Considered the world’s preeminent expert on scarab beetle systematics, Dr. Henry F. Howden’s research on the taxonomy, systematics, evolution, biogeography, faunistic surveys, and natural history of Coleoptera has culminated in more than 170 scientific papers and book chapters, as well as collaborations with 43 coauthors. A Fellow of the Entomological Society of Canada (1985) and Honorary Member of the Instituto de Ecologia in Xalapa, Mexico (1998) and the Coleopterists Society (2003), Howden earned his M.S. (1949) from the University of Maryland, and in 1953, was the first student to earn a Ph.D. in entomology from North Carolina State University.
During his 42-year career, he spent nearly 30 years at Carleton University in Ontario, Canada, before retiring in 1995. Today he is a professor emeritus at Carleton and an honorary research associate at the Canadian Museum of Nature, also in Ontario. As a professor, Howden was the major supervisor for nine M.S., 10 Ph.D., and hundreds of undergraduate students whom he taught evolution, biogeography, and insect systematics. He also helped stimulate a generation of scientists by organizing and leading field courses to the Amazon in the 1970s, inspiring future entomologists and others such as wildlife artist Robert Bateman and natural history writer Adrian Forsyth.
Dr. Loke-Tuck Kok is an internationally acknowledged leader in the biocontrol of musk and plumeless thistle, noxious pasture weeds in the United States. He was the first to establish Trichosirocalus horridus (Panzer) and Rhinocyllus conicus Froelich weevils to combat these thistles in U.S. fields. He also was the first to demonstrate the importance of combining herbivory and plant competition for success. In addition, Kok has applied his expertise to control purple loosestrife using the root weevil Hylobius transversovittatus Goeze, spotted knapweed using the fly Urophora affinis Frfld, and the hemlock woody adelgid using the Canadian predaceous beetle Laricobius nigrinus.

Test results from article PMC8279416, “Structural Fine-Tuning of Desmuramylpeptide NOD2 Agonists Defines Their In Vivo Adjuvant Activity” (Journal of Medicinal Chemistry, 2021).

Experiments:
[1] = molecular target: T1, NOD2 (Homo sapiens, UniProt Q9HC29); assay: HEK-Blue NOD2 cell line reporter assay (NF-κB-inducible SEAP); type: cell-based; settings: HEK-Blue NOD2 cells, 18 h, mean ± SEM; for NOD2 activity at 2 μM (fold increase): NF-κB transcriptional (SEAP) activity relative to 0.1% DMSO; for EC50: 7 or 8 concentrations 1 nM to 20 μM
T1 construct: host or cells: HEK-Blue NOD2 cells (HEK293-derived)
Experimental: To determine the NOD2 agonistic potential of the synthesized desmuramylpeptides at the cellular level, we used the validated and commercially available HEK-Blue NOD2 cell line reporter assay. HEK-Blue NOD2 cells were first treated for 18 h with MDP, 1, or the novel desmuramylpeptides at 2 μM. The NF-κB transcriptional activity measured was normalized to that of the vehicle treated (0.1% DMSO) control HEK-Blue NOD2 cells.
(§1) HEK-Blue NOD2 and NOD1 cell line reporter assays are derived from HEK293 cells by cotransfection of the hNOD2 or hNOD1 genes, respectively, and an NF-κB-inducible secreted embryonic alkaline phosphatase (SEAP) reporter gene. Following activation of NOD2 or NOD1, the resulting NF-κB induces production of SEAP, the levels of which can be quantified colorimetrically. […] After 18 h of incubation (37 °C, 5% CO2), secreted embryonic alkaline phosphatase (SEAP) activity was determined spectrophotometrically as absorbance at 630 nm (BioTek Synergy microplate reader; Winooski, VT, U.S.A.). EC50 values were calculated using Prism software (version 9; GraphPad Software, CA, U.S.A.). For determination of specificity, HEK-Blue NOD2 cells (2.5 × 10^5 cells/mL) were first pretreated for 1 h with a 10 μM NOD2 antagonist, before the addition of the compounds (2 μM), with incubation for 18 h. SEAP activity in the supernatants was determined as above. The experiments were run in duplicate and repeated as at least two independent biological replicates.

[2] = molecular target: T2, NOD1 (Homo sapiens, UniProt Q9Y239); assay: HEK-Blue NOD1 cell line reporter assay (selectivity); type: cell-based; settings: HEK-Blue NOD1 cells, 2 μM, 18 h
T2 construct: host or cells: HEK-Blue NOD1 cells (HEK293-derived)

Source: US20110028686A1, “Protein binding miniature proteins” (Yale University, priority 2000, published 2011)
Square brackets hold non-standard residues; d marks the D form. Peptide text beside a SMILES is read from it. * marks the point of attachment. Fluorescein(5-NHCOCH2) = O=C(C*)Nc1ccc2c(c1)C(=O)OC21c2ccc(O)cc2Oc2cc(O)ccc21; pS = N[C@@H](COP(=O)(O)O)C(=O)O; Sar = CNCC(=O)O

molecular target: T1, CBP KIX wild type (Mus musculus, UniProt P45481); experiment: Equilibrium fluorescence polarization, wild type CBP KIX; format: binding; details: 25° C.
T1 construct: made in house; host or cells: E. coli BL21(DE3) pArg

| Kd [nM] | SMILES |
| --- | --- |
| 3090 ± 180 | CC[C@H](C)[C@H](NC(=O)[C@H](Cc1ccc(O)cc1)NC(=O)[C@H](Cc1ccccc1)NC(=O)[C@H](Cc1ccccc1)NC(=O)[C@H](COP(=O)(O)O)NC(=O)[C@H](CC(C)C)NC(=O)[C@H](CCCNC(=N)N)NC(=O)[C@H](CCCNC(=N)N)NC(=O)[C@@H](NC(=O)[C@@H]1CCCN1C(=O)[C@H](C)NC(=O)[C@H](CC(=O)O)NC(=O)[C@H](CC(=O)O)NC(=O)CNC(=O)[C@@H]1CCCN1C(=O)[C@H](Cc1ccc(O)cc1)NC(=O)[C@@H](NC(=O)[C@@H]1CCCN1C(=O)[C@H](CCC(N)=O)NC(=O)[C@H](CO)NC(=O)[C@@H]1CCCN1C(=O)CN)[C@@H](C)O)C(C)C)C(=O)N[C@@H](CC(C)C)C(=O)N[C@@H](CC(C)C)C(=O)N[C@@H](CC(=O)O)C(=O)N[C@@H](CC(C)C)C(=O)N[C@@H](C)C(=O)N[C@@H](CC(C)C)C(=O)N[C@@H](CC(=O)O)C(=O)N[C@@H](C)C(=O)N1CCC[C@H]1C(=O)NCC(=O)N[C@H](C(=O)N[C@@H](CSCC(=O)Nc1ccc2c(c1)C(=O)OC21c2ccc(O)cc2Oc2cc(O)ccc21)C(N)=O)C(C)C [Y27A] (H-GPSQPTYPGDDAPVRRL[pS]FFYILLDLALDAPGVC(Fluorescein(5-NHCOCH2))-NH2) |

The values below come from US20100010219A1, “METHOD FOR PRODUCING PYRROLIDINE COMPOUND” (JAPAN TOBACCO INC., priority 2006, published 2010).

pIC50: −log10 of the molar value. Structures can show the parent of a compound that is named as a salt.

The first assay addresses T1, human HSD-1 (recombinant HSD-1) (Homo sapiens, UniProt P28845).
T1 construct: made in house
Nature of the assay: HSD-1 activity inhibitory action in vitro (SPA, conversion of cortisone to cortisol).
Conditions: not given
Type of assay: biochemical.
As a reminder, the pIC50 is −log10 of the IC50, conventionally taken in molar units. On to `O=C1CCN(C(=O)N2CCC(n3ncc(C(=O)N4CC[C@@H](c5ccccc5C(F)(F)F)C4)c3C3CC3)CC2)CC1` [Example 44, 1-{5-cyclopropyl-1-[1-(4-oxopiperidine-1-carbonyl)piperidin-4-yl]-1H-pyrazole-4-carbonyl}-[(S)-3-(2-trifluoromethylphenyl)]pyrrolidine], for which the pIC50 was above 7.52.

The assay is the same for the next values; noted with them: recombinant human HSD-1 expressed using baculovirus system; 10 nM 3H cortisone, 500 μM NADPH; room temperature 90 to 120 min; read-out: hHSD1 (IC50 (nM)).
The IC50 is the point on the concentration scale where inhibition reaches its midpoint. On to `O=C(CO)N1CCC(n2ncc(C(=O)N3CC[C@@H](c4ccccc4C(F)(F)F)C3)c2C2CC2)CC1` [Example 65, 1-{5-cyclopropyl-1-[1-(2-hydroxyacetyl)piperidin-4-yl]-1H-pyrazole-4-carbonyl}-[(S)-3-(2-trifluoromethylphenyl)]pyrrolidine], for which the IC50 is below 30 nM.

Kok received his M.S. (1965) from the University of Malaya, Malaysia, and his Ph.D. in entomology (1971) from the University of Wisconsin. He joined Virginia Tech in 1972, and now serves as professor and head of the entomology department.
A member of Sigma Xi and Gamma Sigma Delta, Kok has graduated 14 M.S. and 12 Ph.D. students, and is currently advising or co-advising two M.S. and six Ph.D. students. He also has taught graduate courses—Biological Control of Arthropod Pests and Weeds, Arthropod Pest Management, Insect Ecology—and an upper-level undergraduate course, Insect Pest Management.
An honorary research fellow with CSIRO Entomology and the Queensland Museum, Dr. John F. Lawrence earned his Ph.D. in entomology (1965) from the University of California-Berkeley. He was a collections coordinator and assistant curator at Harvard University’s Museum of Comparative Zoology (1964-77), a research scientist with CSIRO’s Division of Entomology (1977-99, and curator of coleopteran at the Australian National Insect Collection (1977-99). He retired in 1999.
Lawrence’s earliest research—in the 1960s—focused on Ciidae, “little brown beetles” that appeared deficient in the systematic characters normally used in beetle classification. He tackled this group using an array of innovated character systems, including internal structures and larvae, morphometrics, host specificity, and a new technique at the time, cladistics. He quickly expanded his interest to tackle higher-level systematic problems, and by 1970, was considered a leading world authority on beetle systematics. He later cemented this position through massive cooperative projects to produce a manual of beetle larvae and a synopsis of beetle higher classification, although the main results were not published until later (1981, 1991, 1995). In 1999, he produced CD-ROM guides to beetle adults and larvae, which summarized his life’s work on this group of organisms.